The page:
Bonds gets one more home shot at 715

One more shot at home

SAN FRANCISCO -- And now it's down to one precious game, another finale of another homestand Sunday. Four plate appearances, maybe five. Byung-Hung Kim on the mound for the Colorado Rockies. Babe Ruth and Barry Bonds tied at 714.

If Saturday evening was supposed to be a send-off, Bonds gave it all he had. Before the Giants won, 4-1, Bonds circled the field along with his teammates to take pictures and shake hands with the first 3,000 fans among the eventual crowd of 40,350 during the club's annual on-field photo day.

"It was fun," said Bonds, who worked the crowded yard. In front of his locker sat a bouquet of orange roses wrapped with an orange and black ribbon. Giants colors.

"From one of my fans," he said.

In the game, Bonds tried to hit his 715th homer to pass Ruth and go into second place on the all-time list, placing him in direct line toward Hank Aaron's all-time leading 755. But just like the last week since he hit No. 714 at Oakland, try as he might, it didn't happen.

On the third pitch of his first at-bat to lead off the second inning against right-handed starter Josh Fogg, Bonds lined it over the right-field wall into McCovey Cove, his first splash shot of the season. Unfortunately, it landed some 50 feet foul. He then lined out to right.

For his third plate appearance in the fifth inning, he came up with two out and the bases loaded, the crowd chanting, stomping and standing in anticipation. He popped out on Fogg's first pitch. The anguish and frustration was evident in Bonds' face as he plodded out to left field.

"It was a good pitch," manager Felipe Alou said. "On the outside corner, but it was a strike. Maybe he was a little anxious."

There was a walk, his 46th of the season, and another run scored, his 26th, both coming in his 41st game. But no 715.

"We're waiting for it just like everyone else," said Bonds' teammate Mark Sweeney. "It's still there -- 715. It's important for him to get it became it secures that place in history. It's important to us so we can move on and focus on baseball as usual."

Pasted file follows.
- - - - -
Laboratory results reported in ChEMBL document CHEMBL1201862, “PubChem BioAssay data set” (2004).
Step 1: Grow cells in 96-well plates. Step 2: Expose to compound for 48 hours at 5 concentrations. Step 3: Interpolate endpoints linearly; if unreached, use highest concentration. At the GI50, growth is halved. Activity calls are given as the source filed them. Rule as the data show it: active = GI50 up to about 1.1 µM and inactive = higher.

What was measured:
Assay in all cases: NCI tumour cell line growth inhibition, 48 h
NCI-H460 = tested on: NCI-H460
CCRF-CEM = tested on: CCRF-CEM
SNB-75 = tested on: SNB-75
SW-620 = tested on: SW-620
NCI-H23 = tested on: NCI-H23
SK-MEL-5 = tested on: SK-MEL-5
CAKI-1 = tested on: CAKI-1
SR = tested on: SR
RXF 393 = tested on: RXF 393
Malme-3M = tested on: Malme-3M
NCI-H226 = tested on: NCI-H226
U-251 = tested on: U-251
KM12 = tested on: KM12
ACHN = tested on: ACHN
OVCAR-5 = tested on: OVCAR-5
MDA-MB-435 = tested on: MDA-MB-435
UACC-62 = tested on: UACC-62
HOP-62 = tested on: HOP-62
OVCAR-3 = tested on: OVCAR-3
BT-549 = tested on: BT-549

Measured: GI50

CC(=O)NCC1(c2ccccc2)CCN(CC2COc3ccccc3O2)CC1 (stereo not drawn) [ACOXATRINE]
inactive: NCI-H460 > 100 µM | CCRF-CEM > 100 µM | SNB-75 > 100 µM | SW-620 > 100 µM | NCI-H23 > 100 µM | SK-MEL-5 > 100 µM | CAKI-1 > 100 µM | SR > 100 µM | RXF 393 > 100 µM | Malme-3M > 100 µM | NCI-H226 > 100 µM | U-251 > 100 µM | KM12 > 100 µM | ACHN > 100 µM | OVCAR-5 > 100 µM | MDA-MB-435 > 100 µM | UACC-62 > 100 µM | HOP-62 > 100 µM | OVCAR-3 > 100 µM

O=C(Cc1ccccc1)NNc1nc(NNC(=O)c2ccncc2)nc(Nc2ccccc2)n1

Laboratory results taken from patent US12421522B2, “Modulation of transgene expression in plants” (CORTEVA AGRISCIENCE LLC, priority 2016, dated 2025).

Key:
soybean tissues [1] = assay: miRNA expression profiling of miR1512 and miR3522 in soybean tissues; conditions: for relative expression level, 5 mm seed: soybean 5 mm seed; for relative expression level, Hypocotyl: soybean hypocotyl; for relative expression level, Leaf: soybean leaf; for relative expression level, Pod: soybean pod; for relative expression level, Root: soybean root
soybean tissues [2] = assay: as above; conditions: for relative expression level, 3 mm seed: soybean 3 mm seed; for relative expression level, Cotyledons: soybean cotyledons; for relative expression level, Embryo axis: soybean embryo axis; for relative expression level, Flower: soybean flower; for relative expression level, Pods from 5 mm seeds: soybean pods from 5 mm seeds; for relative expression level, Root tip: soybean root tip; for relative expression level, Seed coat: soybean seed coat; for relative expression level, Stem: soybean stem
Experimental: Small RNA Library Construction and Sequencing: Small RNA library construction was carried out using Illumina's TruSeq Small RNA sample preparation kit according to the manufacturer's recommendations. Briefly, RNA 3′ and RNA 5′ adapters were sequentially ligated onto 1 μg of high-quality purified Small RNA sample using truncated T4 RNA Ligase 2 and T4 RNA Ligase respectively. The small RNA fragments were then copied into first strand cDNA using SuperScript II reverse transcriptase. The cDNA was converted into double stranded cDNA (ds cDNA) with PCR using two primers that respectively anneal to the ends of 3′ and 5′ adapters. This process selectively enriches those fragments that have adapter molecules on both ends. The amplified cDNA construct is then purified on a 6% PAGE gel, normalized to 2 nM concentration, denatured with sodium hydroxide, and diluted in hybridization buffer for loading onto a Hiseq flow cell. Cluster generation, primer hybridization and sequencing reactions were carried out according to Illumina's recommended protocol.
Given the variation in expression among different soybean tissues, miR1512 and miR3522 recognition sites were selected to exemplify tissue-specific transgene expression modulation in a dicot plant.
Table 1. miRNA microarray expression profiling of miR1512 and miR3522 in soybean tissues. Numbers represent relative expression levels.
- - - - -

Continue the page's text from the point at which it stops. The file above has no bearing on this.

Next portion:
But it all comes down to this: If Bonds doesn't hit a homer Sunday, he'll have gone through the last two homestands without one.

Alou said he anticipated having Bonds in the lineup, although that decision won't be made until the lefty slugger shows up a few hours before the game. Asked if he expected to play, Bonds said: "I think so."

to the babe and beyond

The Giants then hit the road Monday for three games each at Florida and New York's Shea Stadium, beginning with a 3:05 p.m. PT start against the Marlins at Dolphin Stadium. They won't be home again until June 5. Bonds' wife and daughter left town Saturday and won't be on the trip. If he hits it Sunday or on the road this week, they won't be there to share the moment.

Since belting No. 714 on May 20 at Oakland, Bonds is 5-for-18 (all of them singles) with six walks (four intentional) and three RBIs, giving him just 18 for the season in 111 at-bats.

Bonds has hit just two homers in the club's last 22 games. It's now been 24 plate appearances since Bonds smacked No. 714 to lead off the second inning at McAfee Coliseum and 65 plate appearances since he hit No. 713 nearly into the third deck of Citizens Bank Park at Philadelphia on May 7.

Bonds hasn't hit a homer in San Francisco since he took San Diego's Scott Linebrink nearly to the base of the center-field scoreboard in the eighth inning on May 2 for No. 712. The Giants have played 12 home games since then. Bonds came close only once -- on May 9 against the Cubs when Juan Pierre went to the top of the center-field fence and robbed what appeared to be the Ruth-tying homer.

Like Saturday evening, Alou left Bonds in those games for the full nine innings to squeeze out every last at-bat. There was a euphoria then on each pitch to Bonds, which has seemed to wane in recent days, but was back in full evidence Saturday.

"It was something waiting for 714," Alou said. "Even before 714, our guys were up in the dugout on every pitch to Barry, just waiting for it. Now, it seems like it's more relaxed. Like it's already been done. But when he hits 715, the guys will realize it."

So will the home crowd. One more time on this homestand. Four or five more plate appearances. One more game this time around in San Francisco to take a shot at it.

Barry M. Bloom is a national reporter for This story was not subject to the approval of Major League Baseball or its clubs.